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Safeguarding in adolescence: under-recognised and poorly addressed
  1. Sophie N Khadr1,
  2. Russell M Viner1,
  3. Andrea Goddard2
  1. 1General and Adolescent Paediatrics, UCL Institute of Child Health, London, UK
  2. 2Department of Paediatrics, St Mary's Hospital, Imperial College Healthcare NHS Trust, London, UK
  1. Correspondence to Dr Sophie N Khadr, Clinical Lecturer in Adolescent Health, General and Adolescent Paediatrics, UCL Institute of Child Health, 30 Guilford Street, London WC1N 1EH, UK; s.khadr{at}

Statistics from

Health professionals have a responsibility to safeguard children and adolescents up to the age of 18 years, that is, to recognise and respond to maltreatment.1 The terms ‘child abuse’ and ‘child maltreatment’ often evoke the image of an infant or young child. Yet up to a third of all children subject to a Child Protection Plan in the UK are adolescents.2 Twenty-seven per cent of serious case reviews conducted between 2009 and 2010 involved young people aged 11–17 years (figure 1).3 Many more vulnerable adolescents (eg, homeless youth or victims of gang violence) are not widely acknowledged by health and social care professionals or the media to be ‘abused’ or ‘maltreated’ in the conventional sense, limiting the application of usual safeguarding mechanisms. Maltreatment in adolescence is likely to grow over the coming decades, as the burden of morbidity and mortality shifts from children to adolescents across the high-, middle- and low-income worlds.4 The rates of violent death in infants and young children in England and Wales have fallen over the last 30 years, whereas rates in adolescents have remained static or risen over the same period.5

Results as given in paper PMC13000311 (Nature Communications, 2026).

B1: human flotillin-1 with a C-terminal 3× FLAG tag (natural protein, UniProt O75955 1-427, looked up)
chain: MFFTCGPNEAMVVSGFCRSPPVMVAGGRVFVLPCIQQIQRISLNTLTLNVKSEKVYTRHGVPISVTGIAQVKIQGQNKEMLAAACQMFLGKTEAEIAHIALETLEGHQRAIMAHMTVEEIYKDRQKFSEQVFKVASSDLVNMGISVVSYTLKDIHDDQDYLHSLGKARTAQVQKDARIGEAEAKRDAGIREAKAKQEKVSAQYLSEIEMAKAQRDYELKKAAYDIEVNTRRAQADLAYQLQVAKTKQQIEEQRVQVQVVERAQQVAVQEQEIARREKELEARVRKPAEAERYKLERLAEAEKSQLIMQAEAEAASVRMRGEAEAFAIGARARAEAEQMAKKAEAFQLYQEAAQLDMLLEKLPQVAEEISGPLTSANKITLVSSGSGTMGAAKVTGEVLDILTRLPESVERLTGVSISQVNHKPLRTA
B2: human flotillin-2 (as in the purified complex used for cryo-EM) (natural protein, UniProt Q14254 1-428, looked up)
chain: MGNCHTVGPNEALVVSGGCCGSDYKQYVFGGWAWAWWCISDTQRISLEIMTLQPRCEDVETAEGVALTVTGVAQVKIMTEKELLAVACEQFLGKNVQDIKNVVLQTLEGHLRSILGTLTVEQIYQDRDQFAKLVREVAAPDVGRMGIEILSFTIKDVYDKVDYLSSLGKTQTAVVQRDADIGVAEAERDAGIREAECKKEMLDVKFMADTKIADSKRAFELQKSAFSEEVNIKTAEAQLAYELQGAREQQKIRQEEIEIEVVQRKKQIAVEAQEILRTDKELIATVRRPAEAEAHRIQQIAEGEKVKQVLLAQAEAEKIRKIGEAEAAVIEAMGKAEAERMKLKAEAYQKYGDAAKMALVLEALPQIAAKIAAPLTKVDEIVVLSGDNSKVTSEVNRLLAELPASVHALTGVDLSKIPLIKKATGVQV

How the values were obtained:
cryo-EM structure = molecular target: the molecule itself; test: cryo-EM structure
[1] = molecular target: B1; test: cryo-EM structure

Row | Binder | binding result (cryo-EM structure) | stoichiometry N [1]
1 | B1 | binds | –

Figure 1

Number of child deaths and other serious incidents by age group, April 2009 to March 2010 (England).3

In this article, we propose that adolescent maltreatment needs to be viewed through a wider lens and explore reasons for failure of professionals to respond to young people's needs. We suggest a safeguarding approach better suited to adolescent social models: one that recognises that the nature and presentation of maltreatment in adolescents often differ from those seen in younger children.

Forms and patterns of maltreatment

There are two basic patterns of maltreatment in adolescence: continuation of an abusive pattern that began in early childhood and maltreatment beginning in …

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  • Competing interests None.

  • Provenance and peer review Commissioned; externally peer reviewed.

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